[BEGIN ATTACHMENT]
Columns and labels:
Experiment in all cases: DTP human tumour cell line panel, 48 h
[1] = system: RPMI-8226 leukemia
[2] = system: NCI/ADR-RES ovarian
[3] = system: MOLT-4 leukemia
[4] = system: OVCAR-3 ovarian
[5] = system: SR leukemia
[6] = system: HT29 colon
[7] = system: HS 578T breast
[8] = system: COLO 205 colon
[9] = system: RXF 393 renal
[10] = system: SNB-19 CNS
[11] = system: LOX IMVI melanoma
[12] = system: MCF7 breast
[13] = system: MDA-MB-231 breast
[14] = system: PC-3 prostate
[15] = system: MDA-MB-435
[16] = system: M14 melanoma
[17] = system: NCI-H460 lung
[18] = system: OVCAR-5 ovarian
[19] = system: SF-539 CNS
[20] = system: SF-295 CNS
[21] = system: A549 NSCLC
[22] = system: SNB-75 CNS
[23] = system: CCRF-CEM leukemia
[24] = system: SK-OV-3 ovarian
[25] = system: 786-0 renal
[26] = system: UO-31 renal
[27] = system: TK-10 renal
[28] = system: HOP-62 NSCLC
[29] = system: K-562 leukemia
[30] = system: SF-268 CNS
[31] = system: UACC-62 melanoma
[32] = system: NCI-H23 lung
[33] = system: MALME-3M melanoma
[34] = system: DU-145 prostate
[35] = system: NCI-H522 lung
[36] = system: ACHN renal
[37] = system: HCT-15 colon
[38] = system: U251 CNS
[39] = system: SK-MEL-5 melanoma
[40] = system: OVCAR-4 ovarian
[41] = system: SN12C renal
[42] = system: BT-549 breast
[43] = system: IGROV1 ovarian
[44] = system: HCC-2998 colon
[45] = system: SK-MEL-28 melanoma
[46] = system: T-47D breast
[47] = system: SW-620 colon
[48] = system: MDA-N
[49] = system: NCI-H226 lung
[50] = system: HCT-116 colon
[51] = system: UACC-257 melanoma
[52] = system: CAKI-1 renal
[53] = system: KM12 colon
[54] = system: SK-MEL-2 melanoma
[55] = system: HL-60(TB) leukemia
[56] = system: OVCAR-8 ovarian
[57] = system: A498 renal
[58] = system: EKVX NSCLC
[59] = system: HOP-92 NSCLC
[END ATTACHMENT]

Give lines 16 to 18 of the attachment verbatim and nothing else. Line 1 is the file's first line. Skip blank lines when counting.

[14] = system: PC-3 prostate
[15] = system: MDA-MB-435
[16] = system: M14 melanoma